A long held, but incorrect, view is that all people are always motivated by money. We see this put into practice by ‘rewarding’ employees with small bonuses, t-shirts, meals, and the ever popular—gift cards. Many years ago, we heard a fast-rising leader mention that monetary tokens are inherently flawed; managers can only dole them out while there is money in the coffers. Put simply, gift cards are not sustainable. Instead, he urged us to consider writing short, but personal, hand-written thank-you cards.

This intuitive and wildly successful leader has some backing. Renowned organizational theorist and psychologist, Frederick Herzberg came up with the Motivator-Hygiene model to explain how handwritten thank-you notes could actually trump $50 Wal-Mart gift cards. He said that pay, trinkets, or a big office are Hygiene factors. When doled out, they can never lead to job satisfaction. Rather, not having them can lead to job dissatisfaction. Conversely, Herzberg suggested that leaders inspire when they market in non-financial tools, what he called motivational factors. These motivational factors involve job recognition, personal feedback, and opportunities for growth.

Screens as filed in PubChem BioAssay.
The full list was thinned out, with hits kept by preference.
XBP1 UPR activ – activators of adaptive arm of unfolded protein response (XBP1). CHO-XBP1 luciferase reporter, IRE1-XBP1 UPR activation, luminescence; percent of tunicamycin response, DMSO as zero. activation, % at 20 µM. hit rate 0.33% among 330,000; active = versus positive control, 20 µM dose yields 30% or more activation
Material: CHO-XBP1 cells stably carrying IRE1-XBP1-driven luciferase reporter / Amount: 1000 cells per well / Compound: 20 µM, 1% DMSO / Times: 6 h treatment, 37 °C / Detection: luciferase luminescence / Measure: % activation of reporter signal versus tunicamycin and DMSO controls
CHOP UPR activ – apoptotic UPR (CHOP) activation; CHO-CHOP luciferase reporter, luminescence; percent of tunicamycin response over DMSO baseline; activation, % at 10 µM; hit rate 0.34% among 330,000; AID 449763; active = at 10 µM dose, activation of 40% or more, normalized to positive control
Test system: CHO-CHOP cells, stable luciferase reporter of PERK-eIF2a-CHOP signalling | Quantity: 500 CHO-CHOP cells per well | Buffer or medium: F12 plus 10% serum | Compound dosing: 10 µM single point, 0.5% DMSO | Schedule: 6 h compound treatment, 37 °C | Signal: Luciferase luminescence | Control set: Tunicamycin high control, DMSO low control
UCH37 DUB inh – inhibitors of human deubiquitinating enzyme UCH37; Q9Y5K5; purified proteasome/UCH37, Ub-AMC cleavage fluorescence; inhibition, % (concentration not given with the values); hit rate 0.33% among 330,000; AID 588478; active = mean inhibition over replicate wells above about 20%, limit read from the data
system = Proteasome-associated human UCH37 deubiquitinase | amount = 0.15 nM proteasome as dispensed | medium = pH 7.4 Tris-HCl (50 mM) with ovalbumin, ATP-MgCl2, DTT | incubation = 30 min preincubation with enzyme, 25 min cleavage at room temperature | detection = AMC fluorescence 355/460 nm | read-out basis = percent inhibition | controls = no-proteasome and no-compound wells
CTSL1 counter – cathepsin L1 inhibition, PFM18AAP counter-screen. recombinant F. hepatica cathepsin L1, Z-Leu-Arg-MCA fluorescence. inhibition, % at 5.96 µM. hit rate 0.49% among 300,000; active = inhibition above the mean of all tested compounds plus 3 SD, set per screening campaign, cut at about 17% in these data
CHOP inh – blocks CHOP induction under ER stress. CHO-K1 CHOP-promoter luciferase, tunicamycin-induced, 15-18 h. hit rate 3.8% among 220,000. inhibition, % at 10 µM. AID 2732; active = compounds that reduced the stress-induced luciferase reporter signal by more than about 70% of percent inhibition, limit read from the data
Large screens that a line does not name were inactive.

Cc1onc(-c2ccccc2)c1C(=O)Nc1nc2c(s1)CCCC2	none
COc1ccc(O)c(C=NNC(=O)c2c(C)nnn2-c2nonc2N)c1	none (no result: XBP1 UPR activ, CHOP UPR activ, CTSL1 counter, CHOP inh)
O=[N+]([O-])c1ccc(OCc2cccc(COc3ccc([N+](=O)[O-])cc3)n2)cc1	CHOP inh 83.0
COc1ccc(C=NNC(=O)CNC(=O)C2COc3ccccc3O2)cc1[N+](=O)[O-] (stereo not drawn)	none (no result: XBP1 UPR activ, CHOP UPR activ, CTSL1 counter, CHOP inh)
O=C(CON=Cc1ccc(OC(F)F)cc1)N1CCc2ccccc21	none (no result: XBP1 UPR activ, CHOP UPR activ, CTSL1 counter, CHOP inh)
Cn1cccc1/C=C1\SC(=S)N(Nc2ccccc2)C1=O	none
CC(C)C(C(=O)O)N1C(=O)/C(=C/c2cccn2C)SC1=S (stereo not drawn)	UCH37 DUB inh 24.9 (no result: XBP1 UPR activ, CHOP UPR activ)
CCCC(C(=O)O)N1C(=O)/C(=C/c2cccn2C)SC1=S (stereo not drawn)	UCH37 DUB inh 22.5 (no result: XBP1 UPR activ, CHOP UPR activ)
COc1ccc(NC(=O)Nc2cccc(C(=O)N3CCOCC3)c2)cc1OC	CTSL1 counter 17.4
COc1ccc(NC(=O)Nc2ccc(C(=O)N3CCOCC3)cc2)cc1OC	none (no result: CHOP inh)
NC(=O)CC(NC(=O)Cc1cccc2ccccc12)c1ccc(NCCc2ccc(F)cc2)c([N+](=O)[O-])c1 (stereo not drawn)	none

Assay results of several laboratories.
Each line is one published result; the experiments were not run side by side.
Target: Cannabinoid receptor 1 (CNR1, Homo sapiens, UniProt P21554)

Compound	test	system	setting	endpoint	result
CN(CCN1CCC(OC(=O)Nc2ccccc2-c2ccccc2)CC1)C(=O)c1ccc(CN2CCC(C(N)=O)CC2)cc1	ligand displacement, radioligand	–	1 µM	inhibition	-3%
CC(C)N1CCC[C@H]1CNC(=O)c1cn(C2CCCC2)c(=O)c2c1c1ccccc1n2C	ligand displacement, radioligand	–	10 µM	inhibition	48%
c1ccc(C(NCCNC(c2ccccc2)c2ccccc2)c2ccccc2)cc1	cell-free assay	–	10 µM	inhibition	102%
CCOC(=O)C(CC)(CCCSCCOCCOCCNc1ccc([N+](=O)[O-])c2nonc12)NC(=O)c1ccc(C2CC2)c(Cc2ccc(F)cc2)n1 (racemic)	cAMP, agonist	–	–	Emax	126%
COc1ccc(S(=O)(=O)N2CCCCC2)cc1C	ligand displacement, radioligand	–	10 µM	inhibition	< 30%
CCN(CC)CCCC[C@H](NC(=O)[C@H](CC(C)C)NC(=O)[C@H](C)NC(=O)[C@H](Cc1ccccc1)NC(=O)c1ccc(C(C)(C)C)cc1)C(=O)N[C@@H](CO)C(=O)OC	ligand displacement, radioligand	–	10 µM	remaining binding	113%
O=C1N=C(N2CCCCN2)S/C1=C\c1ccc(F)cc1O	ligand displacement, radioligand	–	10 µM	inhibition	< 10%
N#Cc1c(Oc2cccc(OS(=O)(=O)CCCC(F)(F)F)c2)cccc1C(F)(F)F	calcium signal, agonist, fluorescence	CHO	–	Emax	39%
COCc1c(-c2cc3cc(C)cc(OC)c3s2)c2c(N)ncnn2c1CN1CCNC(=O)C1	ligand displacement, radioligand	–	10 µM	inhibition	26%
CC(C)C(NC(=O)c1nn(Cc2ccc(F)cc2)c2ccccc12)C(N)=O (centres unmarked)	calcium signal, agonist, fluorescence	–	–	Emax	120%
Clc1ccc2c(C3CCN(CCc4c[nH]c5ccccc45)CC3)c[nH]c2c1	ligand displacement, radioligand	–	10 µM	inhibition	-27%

Taking five minutes each month to write two thank-you notes does just that. It is a personal way to provide job recognition and a sense of achievement. Maybe most importantly, they can be sustained over time—whether business is good or bad. Where $50 gift cards cannot survive a dip in the economy, handwritten thank-you notes are completely sustainable.

Show that you care enough to pull out the old pen and paper. You’ll be surprised how long your employees will keep that handwritten note. Everyone does gift cards these days. They’re cheap but expensive. Try thank-you cards. They are immensely valuable but inexpensive.